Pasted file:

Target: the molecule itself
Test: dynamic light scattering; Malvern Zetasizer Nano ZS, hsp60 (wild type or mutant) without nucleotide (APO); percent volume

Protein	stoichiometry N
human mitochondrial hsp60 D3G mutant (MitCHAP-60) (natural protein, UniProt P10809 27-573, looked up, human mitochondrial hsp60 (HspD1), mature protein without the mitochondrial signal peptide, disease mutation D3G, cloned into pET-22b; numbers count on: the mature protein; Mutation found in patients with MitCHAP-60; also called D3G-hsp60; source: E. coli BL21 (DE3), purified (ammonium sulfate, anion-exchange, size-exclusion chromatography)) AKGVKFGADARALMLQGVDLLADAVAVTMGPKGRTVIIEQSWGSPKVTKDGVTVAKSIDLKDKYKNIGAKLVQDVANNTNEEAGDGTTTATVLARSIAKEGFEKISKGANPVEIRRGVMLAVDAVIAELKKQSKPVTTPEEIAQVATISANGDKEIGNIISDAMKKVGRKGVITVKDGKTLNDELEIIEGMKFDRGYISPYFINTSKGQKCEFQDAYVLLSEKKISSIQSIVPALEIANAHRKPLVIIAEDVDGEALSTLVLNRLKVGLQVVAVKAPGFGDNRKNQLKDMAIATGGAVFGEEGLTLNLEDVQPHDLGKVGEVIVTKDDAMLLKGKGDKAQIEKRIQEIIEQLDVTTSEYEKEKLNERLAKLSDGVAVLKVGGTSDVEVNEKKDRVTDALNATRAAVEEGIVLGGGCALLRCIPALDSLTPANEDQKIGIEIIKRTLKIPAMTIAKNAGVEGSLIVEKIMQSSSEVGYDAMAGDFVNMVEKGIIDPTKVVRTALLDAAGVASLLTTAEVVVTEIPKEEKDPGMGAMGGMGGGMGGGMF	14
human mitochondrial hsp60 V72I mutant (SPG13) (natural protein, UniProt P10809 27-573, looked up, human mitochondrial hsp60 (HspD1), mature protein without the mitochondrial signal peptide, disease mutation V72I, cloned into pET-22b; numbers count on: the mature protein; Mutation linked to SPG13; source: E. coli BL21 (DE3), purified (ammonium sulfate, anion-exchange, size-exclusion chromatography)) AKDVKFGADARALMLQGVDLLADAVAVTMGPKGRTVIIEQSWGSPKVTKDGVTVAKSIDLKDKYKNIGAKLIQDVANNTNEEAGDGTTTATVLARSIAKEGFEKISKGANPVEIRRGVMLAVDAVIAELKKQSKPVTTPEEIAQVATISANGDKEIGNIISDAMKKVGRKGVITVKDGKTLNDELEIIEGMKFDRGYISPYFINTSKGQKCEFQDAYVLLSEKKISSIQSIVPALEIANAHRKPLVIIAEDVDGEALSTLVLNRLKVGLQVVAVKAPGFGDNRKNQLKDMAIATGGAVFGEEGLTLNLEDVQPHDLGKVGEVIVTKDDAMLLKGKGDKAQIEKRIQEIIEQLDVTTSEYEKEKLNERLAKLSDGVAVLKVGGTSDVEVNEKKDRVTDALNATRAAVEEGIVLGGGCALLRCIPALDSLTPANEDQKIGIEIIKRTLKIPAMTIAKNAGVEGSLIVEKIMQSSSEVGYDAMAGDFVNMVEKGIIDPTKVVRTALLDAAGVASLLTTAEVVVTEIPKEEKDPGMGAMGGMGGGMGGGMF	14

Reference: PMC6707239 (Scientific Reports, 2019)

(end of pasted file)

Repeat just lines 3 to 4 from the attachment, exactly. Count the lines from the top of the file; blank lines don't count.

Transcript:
Protein	stoichiometry N
human mitochondrial hsp60 D3G mutant (MitCHAP-60) (natural protein, UniProt P10809 27-573, looked up, human mitochondrial hsp60 (HspD1), mature protein without the mitochondrial signal peptide, disease mutation D3G, cloned into pET-22b; numbers count on: the mature protein; Mutation found in patients with MitCHAP-60; also called D3G-hsp60; source: E. coli BL21 (DE3), purified (ammonium sulfate, anion-exchange, size-exclusion chromatography)) AKGVKFGADARALMLQGVDLLADAVAVTMGPKGRTVIIEQSWGSPKVTKDGVTVAKSIDLKDKYKNIGAKLVQDVANNTNEEAGDGTTTATVLARSIAKEGFEKISKGANPVEIRRGVMLAVDAVIAELKKQSKPVTTPEEIAQVATISANGDKEIGNIISDAMKKVGRKGVITVKDGKTLNDELEIIEGMKFDRGYISPYFINTSKGQKCEFQDAYVLLSEKKISSIQSIVPALEIANAHRKPLVIIAEDVDGEALSTLVLNRLKVGLQVVAVKAPGFGDNRKNQLKDMAIATGGAVFGEEGLTLNLEDVQPHDLGKVGEVIVTKDDAMLLKGKGDKAQIEKRIQEIIEQLDVTTSEYEKEKLNERLAKLSDGVAVLKVGGTSDVEVNEKKDRVTDALNATRAAVEEGIVLGGGCALLRCIPALDSLTPANEDQKIGIEIIKRTLKIPAMTIAKNAGVEGSLIVEKIMQSSSEVGYDAMAGDFVNMVEKGIIDPTKVVRTALLDAAGVASLLTTAEVVVTEIPKEEKDPGMGAMGGMGGGMGGGMF	14